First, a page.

Reaching base by an error gets no respect. Batters get angry when scorers turn hits into errors, and no wonder. Plate a run on an error, and you might get robbed of an RBI. And, of course, reaching on an error lowers your batting average and your on-base percentage.
Yes, OBP too. The official formula for OBP has only hits, walks, and hit by pitches in the numerator:
This quirk is an old one, and is thus a favorite target for sabermetric writers who otherwise love OBP. The Grupo Independiente para la Investigación del Béisbol (GIIB), a Cuban group interested in applying sabermetric principles to the Serie Nacional, published an article last fall proposing a new formulation:
This new formula, which they referred to as gOBP, both credits the batter for reaching on errors and penalizes the batter for sacrifice bunts. They argue first, that any baserunner gives his team a chance to score, regardless how he reached base; second, that the batter can influence whether a batted ball becomes an error*; and third, that if HBPs (which are basically mistakes by the pitcher) are counted as positive events in OBP, then errors (mistakes by the fielders) should as well. To support these arguments, they show that team gOBP correlates better with runs per game (R/G) than the traditional team OBP.
* - This idea is intuitive but previous research couldn't find any relationship between speed and ROE.
In this article, we will extend this work to MLB, investigating whether adding ROE to OBP helps to predict team scoring, future performance for individual batters, and batter/pitcher matchups.
Predicting Runs Per Game
The conclusion of the GIIB article shows that team gOBP has a correlation coefficient of 0.95 with R/G, a slight but meaningful improvement over the correlation coefficient of 0.93 between team OBP and R/G. This first test is straightforward: using Retrosheet, I collected team R/G, OBP, and gOBP for all 1,482 team seasons dating back to 1955. I then fit a linear model to these data and computed the correlation coefficients for each pairing. The results are below.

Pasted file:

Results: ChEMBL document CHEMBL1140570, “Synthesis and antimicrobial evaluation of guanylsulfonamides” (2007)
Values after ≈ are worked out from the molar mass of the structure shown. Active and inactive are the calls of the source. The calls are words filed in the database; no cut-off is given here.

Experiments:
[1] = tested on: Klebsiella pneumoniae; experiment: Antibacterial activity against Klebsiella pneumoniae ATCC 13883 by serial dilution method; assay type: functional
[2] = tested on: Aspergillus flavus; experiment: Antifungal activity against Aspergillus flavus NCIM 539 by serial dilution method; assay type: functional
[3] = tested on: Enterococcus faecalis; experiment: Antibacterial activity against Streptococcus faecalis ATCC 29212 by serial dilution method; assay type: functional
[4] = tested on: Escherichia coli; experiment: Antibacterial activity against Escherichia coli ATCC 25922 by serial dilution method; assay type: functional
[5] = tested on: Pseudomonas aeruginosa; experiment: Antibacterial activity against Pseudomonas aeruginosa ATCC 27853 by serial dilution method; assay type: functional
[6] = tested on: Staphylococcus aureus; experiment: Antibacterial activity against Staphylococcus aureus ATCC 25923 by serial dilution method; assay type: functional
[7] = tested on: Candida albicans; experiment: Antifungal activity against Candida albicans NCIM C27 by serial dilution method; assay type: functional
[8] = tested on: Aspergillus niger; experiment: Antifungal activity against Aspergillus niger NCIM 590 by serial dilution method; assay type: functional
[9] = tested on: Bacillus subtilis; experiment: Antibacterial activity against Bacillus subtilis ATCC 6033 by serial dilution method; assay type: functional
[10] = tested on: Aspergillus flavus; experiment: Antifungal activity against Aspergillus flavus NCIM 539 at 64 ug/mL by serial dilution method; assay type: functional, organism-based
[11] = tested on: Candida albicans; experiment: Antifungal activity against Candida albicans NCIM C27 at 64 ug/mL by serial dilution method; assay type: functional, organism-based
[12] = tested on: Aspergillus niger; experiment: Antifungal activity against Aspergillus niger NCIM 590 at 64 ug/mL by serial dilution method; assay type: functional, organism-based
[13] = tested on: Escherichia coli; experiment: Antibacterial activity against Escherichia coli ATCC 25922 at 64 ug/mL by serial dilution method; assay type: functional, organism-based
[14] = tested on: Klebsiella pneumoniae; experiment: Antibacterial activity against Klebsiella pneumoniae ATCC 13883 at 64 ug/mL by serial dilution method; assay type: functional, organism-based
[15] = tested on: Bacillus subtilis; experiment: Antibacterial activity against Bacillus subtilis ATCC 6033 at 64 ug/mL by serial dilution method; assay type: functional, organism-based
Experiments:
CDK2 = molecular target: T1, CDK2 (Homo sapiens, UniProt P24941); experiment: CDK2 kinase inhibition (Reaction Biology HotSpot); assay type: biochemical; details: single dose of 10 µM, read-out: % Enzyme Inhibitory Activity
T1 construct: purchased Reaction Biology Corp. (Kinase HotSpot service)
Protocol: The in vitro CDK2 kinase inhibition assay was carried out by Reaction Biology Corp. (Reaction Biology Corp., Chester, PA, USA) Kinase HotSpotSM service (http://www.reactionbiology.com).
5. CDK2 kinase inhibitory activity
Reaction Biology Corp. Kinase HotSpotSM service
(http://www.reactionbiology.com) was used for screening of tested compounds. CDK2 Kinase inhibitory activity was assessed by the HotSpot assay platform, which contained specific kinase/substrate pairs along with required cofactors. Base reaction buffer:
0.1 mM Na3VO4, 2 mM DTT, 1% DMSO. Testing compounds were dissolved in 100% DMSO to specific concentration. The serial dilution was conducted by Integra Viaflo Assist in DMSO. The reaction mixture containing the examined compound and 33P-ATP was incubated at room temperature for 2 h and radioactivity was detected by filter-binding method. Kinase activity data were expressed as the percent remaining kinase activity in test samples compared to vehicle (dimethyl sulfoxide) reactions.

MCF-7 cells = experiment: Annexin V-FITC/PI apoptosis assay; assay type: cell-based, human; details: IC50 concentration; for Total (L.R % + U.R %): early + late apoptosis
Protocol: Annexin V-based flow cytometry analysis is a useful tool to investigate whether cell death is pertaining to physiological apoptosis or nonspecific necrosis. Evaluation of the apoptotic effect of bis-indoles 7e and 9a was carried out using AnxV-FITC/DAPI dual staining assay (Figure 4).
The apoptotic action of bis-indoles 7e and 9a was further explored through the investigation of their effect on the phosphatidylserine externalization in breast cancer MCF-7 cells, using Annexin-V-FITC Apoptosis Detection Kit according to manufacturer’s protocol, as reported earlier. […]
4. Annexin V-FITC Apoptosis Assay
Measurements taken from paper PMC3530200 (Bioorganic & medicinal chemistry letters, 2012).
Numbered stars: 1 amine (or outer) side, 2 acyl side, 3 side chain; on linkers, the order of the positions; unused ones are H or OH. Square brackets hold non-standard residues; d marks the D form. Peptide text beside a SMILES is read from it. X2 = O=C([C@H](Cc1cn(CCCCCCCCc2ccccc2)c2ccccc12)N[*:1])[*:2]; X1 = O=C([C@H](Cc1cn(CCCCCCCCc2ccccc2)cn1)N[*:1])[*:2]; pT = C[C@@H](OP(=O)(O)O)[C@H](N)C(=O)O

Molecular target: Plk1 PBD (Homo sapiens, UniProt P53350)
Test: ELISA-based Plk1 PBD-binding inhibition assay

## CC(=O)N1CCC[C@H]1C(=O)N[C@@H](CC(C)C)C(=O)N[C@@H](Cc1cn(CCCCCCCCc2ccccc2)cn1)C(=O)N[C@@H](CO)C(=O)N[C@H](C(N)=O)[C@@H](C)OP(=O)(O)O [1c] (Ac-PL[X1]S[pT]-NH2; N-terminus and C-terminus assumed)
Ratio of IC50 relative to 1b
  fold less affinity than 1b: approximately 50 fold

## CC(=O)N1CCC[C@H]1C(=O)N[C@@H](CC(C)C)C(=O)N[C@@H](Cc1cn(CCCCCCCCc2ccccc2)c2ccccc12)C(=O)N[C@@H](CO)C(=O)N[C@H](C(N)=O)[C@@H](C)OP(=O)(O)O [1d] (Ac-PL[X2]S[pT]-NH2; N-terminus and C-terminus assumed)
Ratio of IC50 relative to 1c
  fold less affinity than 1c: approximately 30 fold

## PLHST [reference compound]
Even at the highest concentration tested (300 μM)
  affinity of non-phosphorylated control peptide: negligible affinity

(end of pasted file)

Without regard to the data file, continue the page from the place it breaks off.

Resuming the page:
In fact, traditional OBP predicts team R/G very slightly better than the new OBP formulation. This matches the findings of James Click in a 2004 Baseball Prospectus article.
Predicting Future OBP
But there are other, better methods for predicting team runs scored. Statistics like weighted on-base average (wOBA) and runs created assign different weights to different events (e.g., a home run and a walk), and correlate even better with team offense. What about individual performance? Maybe gOBP does a better job of predicting a batter's true talent level, and thus is less random from one year to the next.
To test this, I collected all batters in the Retrosheet database since 1975 who logged at least 300 plate appearances in two consecutive seasons. (Multiple batters, of course, could appear multiple times.) This covered 5,607 batters, from Barry Bonds's 2002 (.582 OBP, .587 gOBP) to Mario Mendoza's 1979 (.216 OBP, .219 gOBP). As before, I fit a linear relationship between each statistic in year 1 and the same statistic in year 2, and determined the respective correlation coefficients.
|Year 1 vs Year 2||r|
As was the case for R/G, the traditional OBP formula actually does slightly better at predicting next year's OBP than gOBP does for next year's gOBP.